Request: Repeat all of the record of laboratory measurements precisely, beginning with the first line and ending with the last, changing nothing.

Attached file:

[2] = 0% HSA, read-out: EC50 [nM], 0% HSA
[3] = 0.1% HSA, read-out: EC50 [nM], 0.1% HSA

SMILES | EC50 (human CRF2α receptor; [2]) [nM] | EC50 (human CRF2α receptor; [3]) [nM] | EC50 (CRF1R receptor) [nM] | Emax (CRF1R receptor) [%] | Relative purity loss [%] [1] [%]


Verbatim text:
[2] = 0% HSA, read-out: EC50 [nM], 0% HSA
[3] = 0.1% HSA, read-out: EC50 [nM], 0.1% HSA

SMILES | EC50 (human CRF2α receptor; [2]) [nM] | EC50 (human CRF2α receptor; [3]) [nM] | EC50 (CRF1R receptor) [nM] | Emax (CRF1R receptor) [%] | Relative purity loss [%] [1] [%]